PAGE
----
1. Radiation induced mutations:
Various types of radiation (excluding visible light) are known to cause mutations in different intensity radiations are of two categories depending upon their capacity of penetration into a substance -Ionizing and non ionizing. Generally speaking, non ionizing radiations are not a high potentiality to bring about mutations at a rate which is brought about y ionizing radiation. The Alpha rays, Beta rays and the gamma rays and X rays under the category of ionizing radiations while low penetration rays like rays belong to non ionizing radiation. Mayor (1920) experimented on the effects of X radiation in Drosophila that Similar other radiations) to study the effects on germplasm. He demonstrated result of radiation, there was no disjunction of the X chromosome in g in a XXY individual, which was female phenotypically. H.J.
Muller also worked on the effects of X rays on Drosophila and published a classical paper ‘The artificial transmutation of the gene’. He also devised a technique to detect induced mutations. Stadler studied the effects of X rays on barley plant, while Gager and Blackslee induced mutants in the jimson weed Datura stramonium. It should be noted however that X rays are lethal and the dosage of the rays given to the individual has to be carefully monitored. On an average it has been found out that 80% of the X ray induced mutations are lethal. Oliver, Tirnofeeff Ressovsky and many others have worked out the relationship between the frequency of mutation and the amount of X radiation absorbed by the organism.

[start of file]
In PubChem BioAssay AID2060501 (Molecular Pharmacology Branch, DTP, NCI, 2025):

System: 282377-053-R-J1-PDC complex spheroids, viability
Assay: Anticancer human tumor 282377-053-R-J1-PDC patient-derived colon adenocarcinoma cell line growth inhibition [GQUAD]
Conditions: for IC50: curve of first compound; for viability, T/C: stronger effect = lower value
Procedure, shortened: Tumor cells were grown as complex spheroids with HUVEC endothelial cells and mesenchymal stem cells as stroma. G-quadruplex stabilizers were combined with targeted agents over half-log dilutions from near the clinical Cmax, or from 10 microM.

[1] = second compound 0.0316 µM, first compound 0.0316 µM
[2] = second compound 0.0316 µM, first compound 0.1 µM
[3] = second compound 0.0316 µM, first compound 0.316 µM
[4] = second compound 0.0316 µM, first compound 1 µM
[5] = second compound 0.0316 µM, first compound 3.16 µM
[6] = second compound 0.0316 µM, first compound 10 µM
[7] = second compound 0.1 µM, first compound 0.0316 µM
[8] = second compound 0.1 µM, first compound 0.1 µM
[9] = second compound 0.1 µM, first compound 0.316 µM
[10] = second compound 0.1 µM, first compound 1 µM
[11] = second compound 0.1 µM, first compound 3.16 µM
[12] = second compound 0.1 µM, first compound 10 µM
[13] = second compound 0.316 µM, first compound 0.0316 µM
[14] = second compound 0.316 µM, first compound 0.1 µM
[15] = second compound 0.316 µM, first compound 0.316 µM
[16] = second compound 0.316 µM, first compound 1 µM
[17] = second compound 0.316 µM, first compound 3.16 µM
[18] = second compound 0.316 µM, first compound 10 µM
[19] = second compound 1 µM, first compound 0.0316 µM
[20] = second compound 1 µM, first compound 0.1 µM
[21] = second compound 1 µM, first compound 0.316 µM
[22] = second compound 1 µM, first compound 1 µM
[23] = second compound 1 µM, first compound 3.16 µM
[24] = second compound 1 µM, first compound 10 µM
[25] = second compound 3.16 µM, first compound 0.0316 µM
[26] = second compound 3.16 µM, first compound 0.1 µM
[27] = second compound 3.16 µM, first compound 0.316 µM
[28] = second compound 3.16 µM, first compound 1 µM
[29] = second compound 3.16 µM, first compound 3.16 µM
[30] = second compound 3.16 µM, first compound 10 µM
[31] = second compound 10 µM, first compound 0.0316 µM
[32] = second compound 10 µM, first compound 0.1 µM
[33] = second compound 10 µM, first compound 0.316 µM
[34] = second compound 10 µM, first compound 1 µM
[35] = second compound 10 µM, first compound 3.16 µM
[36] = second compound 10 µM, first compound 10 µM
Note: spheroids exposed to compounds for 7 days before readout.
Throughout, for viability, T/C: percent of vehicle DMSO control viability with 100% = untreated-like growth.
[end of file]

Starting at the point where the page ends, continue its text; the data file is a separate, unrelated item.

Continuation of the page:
The intensity of the radiation is measured in terms of Roentgen units or r- units. The frequency of mutation seems to be proportional to the amount of r- units absorbed by the plant. The duration of exposure or the distance between the radiation source and the experimental organism, however do not seem to affect the frequency of mutations. Chlorophyll deficiency has been induced in barley due to X radiation (Stadler). X rays can also induce mutations in the wasp Habrobracon. Among the other types of ionizing radiation Alpha, Beta, and Gamma rays are important. The First two however do not seem to have a profound mutational role as they cannot penetrate the body cells as deeply as gamma rays. Mechanism of action of ionizing radiation: There are two theories which account for the mechanism of mutagenic effect of ionizing radiation.
These are the direct hit theory and the indirect hit theory. According to the direct hit theory, the radiation directly strikes the genes bringing about a change in the chemical composition. The electrons that, strike the atoms of genes bring about a change in the chemical composition, thus altering the gene but in several experiments, it has been seen that, the same dose of radiation does not result in the same frequency of mutation indicating that direct hit theory cannot account for all radiation induced mutations. According to the indirect hit theory, gene alteration is brought about by changing the molecular environment of the surroundings. Muller is a supporter of this theory.